40. 41. Interest rate risk …the potential variability in a bank's net interest income and market value of equity due to changes in the level of market interest rates <ul><li>Example: $10,000 Car loan 4 year fixed-rate car loan at 8.5% 1 year CD at 4.5% Spread 4.0% </li></ul><ul><li>But for How long? </li></ul><ul><li>Funding GAP </li></ul><ul><li>GAP = $RSA - $RSL, </li></ul><ul><li>where $RSA = $ amount of assets expected to reprice in a give period of time. </li></ul><ul><li>In this example: </li></ul><ul><li>GAP 1yr = $0 - $10,000 = - $10,000 </li></ul><ul><li>This is a negative GAP. </li></ul>
  41. 42. Foreign exchange risk … the risk to a financial institution’s condition resulting from adverse movements in foreign exchange rates <ul><li>Foreign exchange risk arises from changes in foreign exchange rates that affect the values of assets, liabilities, and off-balance sheet activities denominated in currencies different from the bank’s domestic (home) currency. </li></ul><ul><li>This risk is also often found in off-balance sheet loan commitments and guarantees denominated in foreign currencies; foreign currency translation risk </li></ul>
  42. 43. Equity and security price risk …change in market prices, interest rates and foreign exchange rates affect the market values of equities, fixed income securities, foreign currency holdings, and associated derivative and other off-balance sheet contracts. <ul><li>Large banks must conduct value-at-risk analysis to assess the risk of loss with their trading account portfolios. </li></ul>
  43. 44. Operational risk …measures the cost efficiency of the bank's activities; i.e., expense control or productivity; also measures whether the bank has the proper procedures and systems in place . <ul><li>Typical ratios focus on: </li></ul><ul><ul><li>total assets per employee </li></ul></ul><ul><ul><li>total personnel expense per employee </li></ul></ul><ul><ul><li>Non-interest expense ratio </li></ul></ul><ul><li>There is no meaningful way to estimate the likelihood of fraud or other contingencies from published data. </li></ul><ul><li>A bank’s operating risk is closely related to its operating policies and processes and whether is has adequate controls. </li></ul>
  44. 45. Operational risk ratios: PNC and Community National
  45. 46. Capital risk … closely tied to asset quality and a bank's overall risk profile <ul><li>The more risk taken, the greater is the amount of capital required. </li></ul><ul><li>Appropriate risk measures include all the risk measures discussed earlier as well as ratios measuring the ratio of: </li></ul><ul><ul><li>Tier 1 capital and total risk based capital to risk weighted assets </li></ul></ul><ul><ul><li>Equity capital to total assets </li></ul></ul><ul><ul><li>Dividend payout, and growth rate in tier 1 capital </li></ul></ul>
  46. 47. Definitions of capital <ul><li>Tier 1 capital is: </li></ul><ul><ul><li>Total common equity capital plus noncumulative preferred stock, plus minority interest in unconsolidated subsidiaries, less ineligible intangibles. </li></ul></ul><ul><li>Risk-weighted assets are: </li></ul><ul><ul><li>The total of risk-adjusted assets where the risk weights are based on four risk classes of assets. </li></ul></ul><ul><li>Importantly, a bank's dividend policy affects its capital risk by influencing retained earnings. </li></ul>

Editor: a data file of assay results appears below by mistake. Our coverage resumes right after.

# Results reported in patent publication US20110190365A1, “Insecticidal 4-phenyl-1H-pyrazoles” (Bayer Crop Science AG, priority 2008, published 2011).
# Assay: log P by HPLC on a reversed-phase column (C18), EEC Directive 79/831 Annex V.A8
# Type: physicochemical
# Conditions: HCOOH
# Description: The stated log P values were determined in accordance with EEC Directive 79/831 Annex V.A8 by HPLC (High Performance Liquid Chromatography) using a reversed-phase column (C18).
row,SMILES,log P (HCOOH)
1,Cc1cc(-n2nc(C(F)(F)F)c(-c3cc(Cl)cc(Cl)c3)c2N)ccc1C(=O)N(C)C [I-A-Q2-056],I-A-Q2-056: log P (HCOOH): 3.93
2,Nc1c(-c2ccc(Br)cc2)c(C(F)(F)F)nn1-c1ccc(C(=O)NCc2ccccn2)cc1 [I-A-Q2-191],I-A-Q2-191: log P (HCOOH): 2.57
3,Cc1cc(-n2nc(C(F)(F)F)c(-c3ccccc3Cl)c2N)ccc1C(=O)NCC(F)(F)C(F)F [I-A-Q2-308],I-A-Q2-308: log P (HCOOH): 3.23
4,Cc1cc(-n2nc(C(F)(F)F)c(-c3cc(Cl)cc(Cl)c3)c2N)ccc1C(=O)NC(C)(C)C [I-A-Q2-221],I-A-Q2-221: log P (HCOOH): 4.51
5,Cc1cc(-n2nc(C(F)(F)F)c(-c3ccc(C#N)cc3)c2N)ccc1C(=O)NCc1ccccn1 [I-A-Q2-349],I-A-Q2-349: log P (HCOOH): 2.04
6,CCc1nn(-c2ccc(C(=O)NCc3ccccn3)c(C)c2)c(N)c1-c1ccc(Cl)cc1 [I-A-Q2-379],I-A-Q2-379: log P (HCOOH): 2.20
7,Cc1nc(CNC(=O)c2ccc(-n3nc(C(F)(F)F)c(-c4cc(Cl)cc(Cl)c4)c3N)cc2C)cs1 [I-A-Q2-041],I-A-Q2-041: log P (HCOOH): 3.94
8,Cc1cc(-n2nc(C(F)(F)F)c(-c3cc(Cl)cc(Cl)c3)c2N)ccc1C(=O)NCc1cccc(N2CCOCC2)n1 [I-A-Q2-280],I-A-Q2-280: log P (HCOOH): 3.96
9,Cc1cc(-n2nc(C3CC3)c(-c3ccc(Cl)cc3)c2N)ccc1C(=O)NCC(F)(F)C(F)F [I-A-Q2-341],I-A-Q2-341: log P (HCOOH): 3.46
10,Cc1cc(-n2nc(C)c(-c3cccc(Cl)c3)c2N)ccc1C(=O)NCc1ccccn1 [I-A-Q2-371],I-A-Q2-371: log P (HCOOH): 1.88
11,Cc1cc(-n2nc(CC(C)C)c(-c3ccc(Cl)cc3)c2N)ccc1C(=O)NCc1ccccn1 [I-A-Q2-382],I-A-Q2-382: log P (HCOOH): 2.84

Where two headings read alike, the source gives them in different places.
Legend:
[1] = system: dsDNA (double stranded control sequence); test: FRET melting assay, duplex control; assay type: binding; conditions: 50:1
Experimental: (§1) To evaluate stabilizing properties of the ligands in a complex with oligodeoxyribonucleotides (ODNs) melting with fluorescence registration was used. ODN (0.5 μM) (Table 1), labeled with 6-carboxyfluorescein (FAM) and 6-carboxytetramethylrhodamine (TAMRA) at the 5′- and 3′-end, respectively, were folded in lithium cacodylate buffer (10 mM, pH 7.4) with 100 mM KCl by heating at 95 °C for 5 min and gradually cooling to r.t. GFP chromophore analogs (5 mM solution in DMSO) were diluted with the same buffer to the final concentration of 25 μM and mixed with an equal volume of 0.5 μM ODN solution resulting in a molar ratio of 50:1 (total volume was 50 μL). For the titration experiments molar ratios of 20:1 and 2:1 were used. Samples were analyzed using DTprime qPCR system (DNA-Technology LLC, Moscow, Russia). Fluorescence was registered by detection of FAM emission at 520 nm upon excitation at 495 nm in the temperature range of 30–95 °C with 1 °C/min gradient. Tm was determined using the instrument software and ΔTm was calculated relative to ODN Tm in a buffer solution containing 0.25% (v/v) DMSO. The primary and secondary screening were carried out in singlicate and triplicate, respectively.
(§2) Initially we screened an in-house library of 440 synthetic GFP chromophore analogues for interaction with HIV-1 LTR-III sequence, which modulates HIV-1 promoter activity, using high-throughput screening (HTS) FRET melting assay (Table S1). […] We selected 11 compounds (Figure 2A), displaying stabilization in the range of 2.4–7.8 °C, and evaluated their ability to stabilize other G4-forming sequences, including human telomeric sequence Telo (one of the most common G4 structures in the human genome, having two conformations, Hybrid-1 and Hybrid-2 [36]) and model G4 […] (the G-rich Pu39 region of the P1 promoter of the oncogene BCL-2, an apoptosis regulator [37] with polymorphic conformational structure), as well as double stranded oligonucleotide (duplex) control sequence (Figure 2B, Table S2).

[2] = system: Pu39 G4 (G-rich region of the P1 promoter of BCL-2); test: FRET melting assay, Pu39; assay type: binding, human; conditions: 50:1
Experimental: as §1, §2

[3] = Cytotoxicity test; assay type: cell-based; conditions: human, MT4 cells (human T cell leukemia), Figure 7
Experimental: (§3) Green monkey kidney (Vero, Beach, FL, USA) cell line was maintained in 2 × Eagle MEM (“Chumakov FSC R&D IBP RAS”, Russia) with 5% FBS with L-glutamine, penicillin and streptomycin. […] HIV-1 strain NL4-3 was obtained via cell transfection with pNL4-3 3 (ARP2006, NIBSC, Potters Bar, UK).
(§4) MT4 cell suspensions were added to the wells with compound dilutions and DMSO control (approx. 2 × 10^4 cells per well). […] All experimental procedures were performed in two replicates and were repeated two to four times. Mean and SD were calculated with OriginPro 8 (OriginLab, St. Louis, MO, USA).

47. 48. Capital risk ratios : PNC and Community National
  48. 49. Legal risk …the potential that unenforceable contracts, lawsuits, or adverse judgments can disrupt or otherwise negatively affect the operations or condition of the banking organization <ul><li>Legal risk includes: </li></ul><ul><ul><li>Compliance risks </li></ul></ul><ul><ul><li>Strategic risks </li></ul></ul><ul><ul><li>General liability issues </li></ul></ul>
  49. 50. Reputational risk <ul><li>Reputational risk is the potential that negative publicity regarding an institution’s business practices, whether true or not, will cause a decline in the customer base, costly litigation, or revenue reductions. </li></ul>
  50. 51. Strategies for Maximizing Shareholder Wealth <ul><li>Asset Management </li></ul><ul><ul><li>Composition and Volume </li></ul></ul><ul><li>Liability Management </li></ul><ul><ul><li>Composition and Volume </li></ul></ul><ul><li>Management of off-balance sheet activities </li></ul><ul><li>Net interest margin management </li></ul><ul><li>Credit risk management </li></ul><ul><li>Liquidity management </li></ul><ul><li>Management of non-interest expense </li></ul><ul><li>Securities gains/losses management </li></ul><ul><li>Tax management </li></ul>
  51. 52. CAMELS <ul><li>C apital Adequacy </li></ul><ul><ul><li>Measures bank’s ability to maintain capital commensurate with the bank’s risk </li></ul></ul><ul><li>A sset Quality </li></ul><ul><ul><li>Reflects the amount of credit risk with the loan and investment portfolios </li></ul></ul><ul><li>M anagement Quality </li></ul><ul><ul><li>Reflects management’s ability to identify, measure, monitor, and control risks </li></ul></ul>